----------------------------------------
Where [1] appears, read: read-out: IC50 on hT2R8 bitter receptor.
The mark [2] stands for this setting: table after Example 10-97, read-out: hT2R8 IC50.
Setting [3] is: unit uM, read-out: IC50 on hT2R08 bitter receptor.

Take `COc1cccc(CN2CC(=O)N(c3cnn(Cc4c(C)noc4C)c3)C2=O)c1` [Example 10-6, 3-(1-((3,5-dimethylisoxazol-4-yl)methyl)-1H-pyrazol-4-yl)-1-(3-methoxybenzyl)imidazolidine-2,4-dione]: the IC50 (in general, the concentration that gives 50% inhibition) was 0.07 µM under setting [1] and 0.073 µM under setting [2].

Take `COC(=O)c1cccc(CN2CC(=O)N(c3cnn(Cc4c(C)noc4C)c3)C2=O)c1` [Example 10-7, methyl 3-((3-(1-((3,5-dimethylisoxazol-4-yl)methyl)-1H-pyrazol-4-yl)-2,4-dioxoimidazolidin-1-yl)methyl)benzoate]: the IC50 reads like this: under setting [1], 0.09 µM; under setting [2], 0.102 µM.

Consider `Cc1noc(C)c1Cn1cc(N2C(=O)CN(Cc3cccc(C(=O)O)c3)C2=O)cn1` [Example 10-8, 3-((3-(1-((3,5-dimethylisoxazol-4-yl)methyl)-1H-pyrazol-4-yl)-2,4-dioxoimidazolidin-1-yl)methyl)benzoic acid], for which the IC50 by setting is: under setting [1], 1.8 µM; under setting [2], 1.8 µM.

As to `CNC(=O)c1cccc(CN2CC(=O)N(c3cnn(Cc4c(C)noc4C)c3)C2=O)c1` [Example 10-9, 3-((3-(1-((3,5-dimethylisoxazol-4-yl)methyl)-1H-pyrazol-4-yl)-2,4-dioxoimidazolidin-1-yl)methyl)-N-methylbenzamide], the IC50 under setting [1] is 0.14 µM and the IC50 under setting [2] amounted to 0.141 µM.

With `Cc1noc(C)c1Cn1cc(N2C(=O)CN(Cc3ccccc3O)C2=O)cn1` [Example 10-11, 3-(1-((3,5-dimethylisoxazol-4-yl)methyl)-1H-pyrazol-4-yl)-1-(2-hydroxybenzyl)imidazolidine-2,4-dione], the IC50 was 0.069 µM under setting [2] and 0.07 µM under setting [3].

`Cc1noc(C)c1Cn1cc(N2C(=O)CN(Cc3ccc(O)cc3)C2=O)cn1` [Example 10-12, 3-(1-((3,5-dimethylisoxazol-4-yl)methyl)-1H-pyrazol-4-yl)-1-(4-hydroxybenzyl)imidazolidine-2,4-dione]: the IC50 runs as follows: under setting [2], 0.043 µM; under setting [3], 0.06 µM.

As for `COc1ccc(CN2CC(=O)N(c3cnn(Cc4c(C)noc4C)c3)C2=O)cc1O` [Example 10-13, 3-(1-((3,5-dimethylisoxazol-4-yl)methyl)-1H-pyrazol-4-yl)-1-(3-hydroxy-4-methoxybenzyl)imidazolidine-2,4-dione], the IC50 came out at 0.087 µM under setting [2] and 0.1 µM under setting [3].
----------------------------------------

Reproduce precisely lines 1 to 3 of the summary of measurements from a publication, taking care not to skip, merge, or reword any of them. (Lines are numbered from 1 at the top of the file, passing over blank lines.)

Where [1] appears, read: read-out: IC50 on hT2R8 bitter receptor.
The mark [2] stands for this setting: table after Example 10-97, read-out: hT2R8 IC50.
Setting [3] is: unit uM, read-out: IC50 on hT2R08 bitter receptor.